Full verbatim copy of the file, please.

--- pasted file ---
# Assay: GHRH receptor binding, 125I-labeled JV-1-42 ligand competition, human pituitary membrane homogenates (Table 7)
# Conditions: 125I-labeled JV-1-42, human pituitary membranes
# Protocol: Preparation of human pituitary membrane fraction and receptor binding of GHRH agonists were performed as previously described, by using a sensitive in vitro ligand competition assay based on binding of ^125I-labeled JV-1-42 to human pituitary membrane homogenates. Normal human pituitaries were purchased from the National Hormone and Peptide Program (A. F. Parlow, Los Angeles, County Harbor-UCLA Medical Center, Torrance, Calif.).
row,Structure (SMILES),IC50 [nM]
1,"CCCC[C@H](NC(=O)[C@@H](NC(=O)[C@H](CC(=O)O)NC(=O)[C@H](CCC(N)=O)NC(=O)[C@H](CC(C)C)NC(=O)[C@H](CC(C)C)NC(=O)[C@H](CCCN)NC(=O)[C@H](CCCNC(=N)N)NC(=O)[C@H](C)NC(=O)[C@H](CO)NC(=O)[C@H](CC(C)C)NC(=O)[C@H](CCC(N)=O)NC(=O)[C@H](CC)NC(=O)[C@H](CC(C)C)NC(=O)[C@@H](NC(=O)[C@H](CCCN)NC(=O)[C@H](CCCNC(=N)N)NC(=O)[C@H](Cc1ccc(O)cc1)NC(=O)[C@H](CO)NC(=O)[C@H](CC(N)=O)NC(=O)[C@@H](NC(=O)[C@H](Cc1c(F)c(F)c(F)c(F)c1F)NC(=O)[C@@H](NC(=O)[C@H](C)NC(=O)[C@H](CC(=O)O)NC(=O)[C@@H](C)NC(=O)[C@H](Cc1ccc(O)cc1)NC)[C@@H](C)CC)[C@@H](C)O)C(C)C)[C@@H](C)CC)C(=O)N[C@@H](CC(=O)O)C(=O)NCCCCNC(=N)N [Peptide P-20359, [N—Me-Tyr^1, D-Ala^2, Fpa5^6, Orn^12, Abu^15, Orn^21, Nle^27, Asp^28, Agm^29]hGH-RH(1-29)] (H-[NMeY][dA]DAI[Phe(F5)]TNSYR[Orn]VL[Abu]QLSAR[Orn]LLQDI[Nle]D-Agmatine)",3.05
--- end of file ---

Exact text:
# Assay: GHRH receptor binding, 125I-labeled JV-1-42 ligand competition, human pituitary membrane homogenates (Table 7)
# Conditions: 125I-labeled JV-1-42, human pituitary membranes
# Protocol: Preparation of human pituitary membrane fraction and receptor binding of GHRH agonists were performed as previously described, by using a sensitive in vitro ligand competition assay based on binding of ^125I-labeled JV-1-42 to human pituitary membrane homogenates. Normal human pituitaries were purchased from the National Hormone and Peptide Program (A. F. Parlow, Los Angeles, County Harbor-UCLA Medical Center, Torrance, Calif.).
row,Structure (SMILES),IC50 [nM]
1,"CCCC[C@H](NC(=O)[C@@H](NC(=O)[C@H](CC(=O)O)NC(=O)[C@H](CCC(N)=O)NC(=O)[C@H](CC(C)C)NC(=O)[C@H](CC(C)C)NC(=O)[C@H](CCCN)NC(=O)[C@H](CCCNC(=N)N)NC(=O)[C@H](C)NC(=O)[C@H](CO)NC(=O)[C@H](CC(C)C)NC(=O)[C@H](CCC(N)=O)NC(=O)[C@H](CC)NC(=O)[C@H](CC(C)C)NC(=O)[C@@H](NC(=O)[C@H](CCCN)NC(=O)[C@H](CCCNC(=N)N)NC(=O)[C@H](Cc1ccc(O)cc1)NC(=O)[C@H](CO)NC(=O)[C@H](CC(N)=O)NC(=O)[C@@H](NC(=O)[C@H](Cc1c(F)c(F)c(F)c(F)c1F)NC(=O)[C@@H](NC(=O)[C@H](C)NC(=O)[C@H](CC(=O)O)NC(=O)[C@@H](C)NC(=O)[C@H](Cc1ccc(O)cc1)NC)[C@@H](C)CC)[C@@H](C)O)C(C)C)[C@@H](C)CC)C(=O)N[C@@H](CC(=O)O)C(=O)NCCCCNC(=N)N [Peptide P-20359, [N—Me-Tyr^1, D-Ala^2, Fpa5^6, Orn^12, Abu^15, Orn^21, Nle^27, Asp^28, Agm^29]hGH-RH(1-29)] (H-[NMeY][dA]DAI[Phe(F5)]TNSYR[Orn]VL[Abu]QLSAR[Orn]LLQDI[Nle]D-Agmatine)",3.05